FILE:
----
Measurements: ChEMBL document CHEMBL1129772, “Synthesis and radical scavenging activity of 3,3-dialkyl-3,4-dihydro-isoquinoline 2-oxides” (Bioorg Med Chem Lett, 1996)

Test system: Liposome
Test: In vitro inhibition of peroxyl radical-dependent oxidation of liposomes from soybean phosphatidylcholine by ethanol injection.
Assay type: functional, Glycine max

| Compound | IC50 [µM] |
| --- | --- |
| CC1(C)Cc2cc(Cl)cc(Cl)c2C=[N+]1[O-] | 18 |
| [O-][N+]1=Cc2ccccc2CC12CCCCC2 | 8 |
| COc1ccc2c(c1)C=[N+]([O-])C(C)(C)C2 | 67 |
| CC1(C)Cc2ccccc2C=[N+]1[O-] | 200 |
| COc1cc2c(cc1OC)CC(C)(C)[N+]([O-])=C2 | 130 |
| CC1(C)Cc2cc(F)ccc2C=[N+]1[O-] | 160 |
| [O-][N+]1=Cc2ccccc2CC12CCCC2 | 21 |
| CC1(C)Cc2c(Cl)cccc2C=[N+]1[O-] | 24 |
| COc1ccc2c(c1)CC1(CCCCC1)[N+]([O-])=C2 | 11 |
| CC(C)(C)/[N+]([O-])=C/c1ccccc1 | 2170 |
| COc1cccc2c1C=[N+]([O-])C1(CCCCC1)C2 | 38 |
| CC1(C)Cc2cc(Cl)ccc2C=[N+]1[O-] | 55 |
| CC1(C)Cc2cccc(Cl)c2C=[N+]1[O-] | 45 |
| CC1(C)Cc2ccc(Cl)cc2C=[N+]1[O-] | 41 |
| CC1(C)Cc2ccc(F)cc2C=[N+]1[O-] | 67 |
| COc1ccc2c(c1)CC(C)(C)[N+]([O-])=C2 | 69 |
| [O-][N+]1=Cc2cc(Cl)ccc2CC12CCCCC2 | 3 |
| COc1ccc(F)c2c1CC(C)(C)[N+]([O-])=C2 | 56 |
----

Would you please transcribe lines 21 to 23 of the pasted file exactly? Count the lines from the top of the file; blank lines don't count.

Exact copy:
| CC1(C)Cc2ccc(F)cc2C=[N+]1[O-] | 67 |
| COc1ccc2c(c1)CC(C)(C)[N+]([O-])=C2 | 69 |
| [O-][N+]1=Cc2cc(Cl)ccc2CC12CCCCC2 | 3 |